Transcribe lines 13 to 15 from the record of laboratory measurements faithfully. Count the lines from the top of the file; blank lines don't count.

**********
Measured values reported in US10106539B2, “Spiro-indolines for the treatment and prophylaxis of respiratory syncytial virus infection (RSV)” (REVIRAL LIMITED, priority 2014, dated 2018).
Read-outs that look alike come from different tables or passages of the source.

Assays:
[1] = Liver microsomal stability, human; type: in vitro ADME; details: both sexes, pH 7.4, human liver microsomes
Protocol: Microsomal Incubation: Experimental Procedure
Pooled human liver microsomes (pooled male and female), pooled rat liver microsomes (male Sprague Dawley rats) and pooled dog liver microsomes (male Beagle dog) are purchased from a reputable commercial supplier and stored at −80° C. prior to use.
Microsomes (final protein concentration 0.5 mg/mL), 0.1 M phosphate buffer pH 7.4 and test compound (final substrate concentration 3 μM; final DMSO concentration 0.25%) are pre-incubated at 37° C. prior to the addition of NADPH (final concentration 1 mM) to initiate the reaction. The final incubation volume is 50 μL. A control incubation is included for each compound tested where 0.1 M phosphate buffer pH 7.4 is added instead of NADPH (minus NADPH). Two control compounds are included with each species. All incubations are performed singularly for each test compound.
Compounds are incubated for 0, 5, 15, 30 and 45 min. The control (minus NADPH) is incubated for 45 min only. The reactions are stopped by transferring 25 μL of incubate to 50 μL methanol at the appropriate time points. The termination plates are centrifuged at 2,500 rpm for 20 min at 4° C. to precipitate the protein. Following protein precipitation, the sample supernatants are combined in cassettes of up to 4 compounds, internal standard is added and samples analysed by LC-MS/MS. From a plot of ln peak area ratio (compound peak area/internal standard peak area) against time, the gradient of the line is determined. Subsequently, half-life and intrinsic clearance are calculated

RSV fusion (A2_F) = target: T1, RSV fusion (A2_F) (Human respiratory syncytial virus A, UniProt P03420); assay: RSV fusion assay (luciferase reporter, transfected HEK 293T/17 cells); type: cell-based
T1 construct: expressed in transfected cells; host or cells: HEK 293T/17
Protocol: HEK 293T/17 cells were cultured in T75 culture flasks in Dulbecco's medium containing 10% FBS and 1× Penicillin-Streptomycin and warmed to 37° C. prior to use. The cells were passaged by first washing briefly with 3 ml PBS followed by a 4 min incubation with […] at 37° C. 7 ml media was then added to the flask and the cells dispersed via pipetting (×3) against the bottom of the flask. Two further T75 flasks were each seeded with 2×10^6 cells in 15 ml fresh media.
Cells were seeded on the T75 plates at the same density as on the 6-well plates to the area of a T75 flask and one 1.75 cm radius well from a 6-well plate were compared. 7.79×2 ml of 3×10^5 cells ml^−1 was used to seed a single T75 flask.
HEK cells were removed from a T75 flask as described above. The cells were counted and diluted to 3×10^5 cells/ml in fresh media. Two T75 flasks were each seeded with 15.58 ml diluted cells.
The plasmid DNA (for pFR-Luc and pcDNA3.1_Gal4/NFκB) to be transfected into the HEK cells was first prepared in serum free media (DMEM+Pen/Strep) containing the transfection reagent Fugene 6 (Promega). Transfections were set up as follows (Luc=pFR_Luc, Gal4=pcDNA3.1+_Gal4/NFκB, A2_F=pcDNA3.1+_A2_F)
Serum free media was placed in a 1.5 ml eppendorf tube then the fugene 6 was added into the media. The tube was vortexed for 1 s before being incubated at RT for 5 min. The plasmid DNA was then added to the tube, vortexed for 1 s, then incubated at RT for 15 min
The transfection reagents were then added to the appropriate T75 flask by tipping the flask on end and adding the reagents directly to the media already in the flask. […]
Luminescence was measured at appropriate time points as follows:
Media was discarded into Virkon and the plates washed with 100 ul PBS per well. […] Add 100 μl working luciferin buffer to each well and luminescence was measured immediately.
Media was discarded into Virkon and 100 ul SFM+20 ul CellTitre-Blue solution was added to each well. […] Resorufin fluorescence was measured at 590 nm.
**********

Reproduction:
HEK cells were removed from a T75 flask as described above. The cells were counted and diluted to 3×10^5 cells/ml in fresh media. Two T75 flasks were each seeded with 15.58 ml diluted cells.
The plasmid DNA (for pFR-Luc and pcDNA3.1_Gal4/NFκB) to be transfected into the HEK cells was first prepared in serum free media (DMEM+Pen/Strep) containing the transfection reagent Fugene 6 (Promega). Transfections were set up as follows (Luc=pFR_Luc, Gal4=pcDNA3.1+_Gal4/NFκB, A2_F=pcDNA3.1+_A2_F)
Serum free media was placed in a 1.5 ml eppendorf tube then the fugene 6 was added into the media. The tube was vortexed for 1 s before being incubated at RT for 5 min. The plasmid DNA was then added to the tube, vortexed for 1 s, then incubated at RT for 15 min